Matthew 12:44
Then he saith, I will return into my house from whence I came out; and when he is come, he findeth it empty, swept, and garnished.
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(44) Empty, swept, and garnished.—The words have a two-fold symbolism, as representing (1) the state of the possessed man, and (2) that of the nation of which he is made the type. The latter belongs to the interpretation of the parable as a whole. The former portrays the state of the man who has been delivered from the wildness of frenzy, but has been left to the routine of common life and conventional morality, with no higher spiritual influence to protect and guard him.

12:38-45 Though Christ is always ready to hear and answer holy desires and prayers, yet those who ask amiss, ask and have not. Signs were granted to those who desired them to confirm their faith, as Abraham and Gideon; but denied to those who demanded them to excuse their unbelief. The resurrection of Christ from the dead by his own power, called here the sign of the prophet Jonah, was the great proof of Christ's being the Messiah. As Jonah was three days and three nights in the whale, and then came out again alive, thus Christ would be so long in the grave, and then rise again. The Ninevites would shame the Jews for not repenting; the queen of Sheba, for not believing in Christ. And we have no such cares to hinder us, we come not to Christ upon such uncertainties. This parable represents the case of the Jewish church and nation. It is also applicable to all those who hear the word of God, and are in part reformed, but not truly converted. The unclean spirit leaves for a time, but when he returns, he finds Christ is not there to shut him out; the heart is swept by outward reformation, but garnished by preparation to comply with evil suggestions, and the man becomes a more decided enemy of the truth. Every heart is the residence of unclean spirits, except those which are temples of the Holy Ghost, by faith in Christ.Then he saith, I will return into my house ... - The man is called his house, because the spirit had dwelt in him.

He findeth it empty ... - There is here a continuance of the reference to the dwelling of the spirit in people.

The man was called his "house." By the absence of the evil spirit the house is represented as unoccupied, or "empty, swept," and "garnished;" that is, while the evil spirit was away, the man was restored to his right mind, or was freed from the influence of the evil spirit.

Garnished - Adorned, put in order, furnished. Applied to the "man," it means that his mind was sane and regular when the evil spirit was gone, or he had a "lucid interval."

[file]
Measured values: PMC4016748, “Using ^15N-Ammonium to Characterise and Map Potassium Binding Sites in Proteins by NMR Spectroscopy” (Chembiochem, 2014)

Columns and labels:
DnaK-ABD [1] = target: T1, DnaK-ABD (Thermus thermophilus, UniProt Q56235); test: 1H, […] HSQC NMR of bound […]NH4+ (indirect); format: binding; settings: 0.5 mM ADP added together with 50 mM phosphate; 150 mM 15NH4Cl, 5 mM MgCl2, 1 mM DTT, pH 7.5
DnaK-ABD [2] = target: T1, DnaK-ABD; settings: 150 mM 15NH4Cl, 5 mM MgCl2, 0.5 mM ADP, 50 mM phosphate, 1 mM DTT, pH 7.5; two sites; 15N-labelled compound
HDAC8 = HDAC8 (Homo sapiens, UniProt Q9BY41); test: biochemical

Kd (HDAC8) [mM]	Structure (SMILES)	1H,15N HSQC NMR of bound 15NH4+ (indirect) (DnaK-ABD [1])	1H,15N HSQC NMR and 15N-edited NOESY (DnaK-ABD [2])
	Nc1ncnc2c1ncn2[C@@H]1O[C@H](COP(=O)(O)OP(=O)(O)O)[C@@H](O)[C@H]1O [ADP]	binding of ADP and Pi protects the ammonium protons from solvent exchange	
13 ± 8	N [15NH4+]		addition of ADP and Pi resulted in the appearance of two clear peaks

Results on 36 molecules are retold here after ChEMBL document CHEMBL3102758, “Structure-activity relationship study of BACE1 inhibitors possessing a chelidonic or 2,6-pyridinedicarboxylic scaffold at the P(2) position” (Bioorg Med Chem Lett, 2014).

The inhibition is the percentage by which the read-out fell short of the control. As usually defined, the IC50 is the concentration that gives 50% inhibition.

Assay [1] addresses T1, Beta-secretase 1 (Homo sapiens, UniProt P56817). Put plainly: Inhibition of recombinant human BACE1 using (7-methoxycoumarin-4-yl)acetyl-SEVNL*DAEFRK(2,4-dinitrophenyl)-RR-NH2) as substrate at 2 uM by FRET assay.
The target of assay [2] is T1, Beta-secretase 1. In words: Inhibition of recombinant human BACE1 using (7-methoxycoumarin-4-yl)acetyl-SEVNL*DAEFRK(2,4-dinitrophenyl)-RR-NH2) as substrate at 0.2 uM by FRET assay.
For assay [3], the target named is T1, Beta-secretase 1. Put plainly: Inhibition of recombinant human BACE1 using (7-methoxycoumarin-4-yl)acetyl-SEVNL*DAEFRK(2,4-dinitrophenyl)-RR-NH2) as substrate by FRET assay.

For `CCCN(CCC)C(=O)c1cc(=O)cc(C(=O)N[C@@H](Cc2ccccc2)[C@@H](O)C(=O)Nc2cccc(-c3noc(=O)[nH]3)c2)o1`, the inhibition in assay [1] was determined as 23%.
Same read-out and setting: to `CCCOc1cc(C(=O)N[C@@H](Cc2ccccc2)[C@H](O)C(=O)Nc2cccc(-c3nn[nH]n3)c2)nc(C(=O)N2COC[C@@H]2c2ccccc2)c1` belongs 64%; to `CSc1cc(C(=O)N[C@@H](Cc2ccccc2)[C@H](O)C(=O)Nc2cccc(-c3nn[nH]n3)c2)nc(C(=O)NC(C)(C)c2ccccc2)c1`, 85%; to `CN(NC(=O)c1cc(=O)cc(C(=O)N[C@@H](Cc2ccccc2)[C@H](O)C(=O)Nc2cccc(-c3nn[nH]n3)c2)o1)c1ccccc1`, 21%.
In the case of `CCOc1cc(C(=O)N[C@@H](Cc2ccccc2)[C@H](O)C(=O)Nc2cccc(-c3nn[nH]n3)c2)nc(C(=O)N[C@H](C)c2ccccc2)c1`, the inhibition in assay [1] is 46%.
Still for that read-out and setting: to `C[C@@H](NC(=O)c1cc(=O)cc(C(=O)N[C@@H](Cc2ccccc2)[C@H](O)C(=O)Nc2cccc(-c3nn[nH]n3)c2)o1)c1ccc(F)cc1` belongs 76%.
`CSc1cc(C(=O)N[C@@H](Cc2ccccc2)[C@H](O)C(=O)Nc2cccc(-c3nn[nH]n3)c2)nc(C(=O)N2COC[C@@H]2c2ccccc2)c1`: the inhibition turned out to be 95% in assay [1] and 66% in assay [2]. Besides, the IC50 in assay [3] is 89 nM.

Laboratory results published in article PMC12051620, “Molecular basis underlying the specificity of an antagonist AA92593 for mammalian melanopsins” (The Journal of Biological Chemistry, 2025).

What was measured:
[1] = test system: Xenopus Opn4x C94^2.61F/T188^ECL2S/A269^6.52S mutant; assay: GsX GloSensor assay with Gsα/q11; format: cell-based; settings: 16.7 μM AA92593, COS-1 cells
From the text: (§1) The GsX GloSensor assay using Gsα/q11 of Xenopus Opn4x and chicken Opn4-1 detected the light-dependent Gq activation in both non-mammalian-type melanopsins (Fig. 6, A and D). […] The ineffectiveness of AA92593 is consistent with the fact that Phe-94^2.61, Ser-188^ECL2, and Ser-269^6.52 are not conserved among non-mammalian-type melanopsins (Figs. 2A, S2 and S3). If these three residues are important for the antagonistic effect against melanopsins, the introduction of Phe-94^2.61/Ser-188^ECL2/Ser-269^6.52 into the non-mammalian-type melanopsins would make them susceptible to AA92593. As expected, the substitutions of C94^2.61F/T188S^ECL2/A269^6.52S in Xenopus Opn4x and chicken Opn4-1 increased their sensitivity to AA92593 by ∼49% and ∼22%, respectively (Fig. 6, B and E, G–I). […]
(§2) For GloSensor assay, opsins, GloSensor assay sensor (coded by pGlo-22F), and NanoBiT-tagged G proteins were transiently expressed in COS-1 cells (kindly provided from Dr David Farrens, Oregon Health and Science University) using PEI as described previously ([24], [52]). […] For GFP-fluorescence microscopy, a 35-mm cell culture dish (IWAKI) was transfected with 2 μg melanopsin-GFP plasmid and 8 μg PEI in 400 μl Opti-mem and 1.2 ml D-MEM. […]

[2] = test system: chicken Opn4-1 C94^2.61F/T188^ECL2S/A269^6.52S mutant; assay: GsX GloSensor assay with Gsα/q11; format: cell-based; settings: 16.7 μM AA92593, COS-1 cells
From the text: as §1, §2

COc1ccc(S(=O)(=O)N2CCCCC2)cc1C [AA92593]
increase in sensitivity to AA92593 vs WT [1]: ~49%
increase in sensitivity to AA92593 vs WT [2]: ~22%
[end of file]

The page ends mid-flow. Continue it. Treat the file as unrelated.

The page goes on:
43-45. When the unclean spirit is gone out of a man, &c.—On this important parable, in connection with the corresponding one (Mt 12:29) see on [1283]Lu 11:21-26.

A charming little incident, given only in Lu 11:27, 28, seems to have its proper place here.

Lu 11:27:

And it came to pass, as He spake these things, a certain woman of the company—out of the crowd.

lifted up her voice and said unto Him, Blessed is the womb that bare Thee, and the paps which Thou hast sucked—With true womanly feeling she envies the mother of such a wonderful Teacher. And a higher and better than she had said as much before her (see on [1284]Lu 1:28). How does our Lord, then, treat it? He is far from condemning it. He only holds up as "blessed rather" another class: Lu 11:28:

But he said, Yea rather, blessed are they that hear the word of God, and keep it—in other words, the humblest real saint of God. How utterly alien is this sentiment from the teaching of the Church of Rome, which would doubtless excommunicate any one of its members that dared to talk in such a strain!

His Mother and Brethren Seek to Speak with Him and the Answer (Mt 12:46-50).

See Poole on "Matthew 12:45".

Then he said, I will return into my house,.... Into the land of Judea, particularly into the Scribes and Pharisees, outward professors of religion; who, notwithstanding their outward reformation, and great pretensions to holiness, are Satan's house still: he has a property in them, a claim upon them; and though he says,

from whence I came out, yet he never really and properly quitted it, only seemingly, and in appearance; and therefore his returning is only throwing off the guise, and reassuming his former character, as a vicious and unclean spirit.

And when he is come, he findeth it empty: not empty of sin: this puts me in mind of a passage in the Misna (y), where it is said, that on a fast day,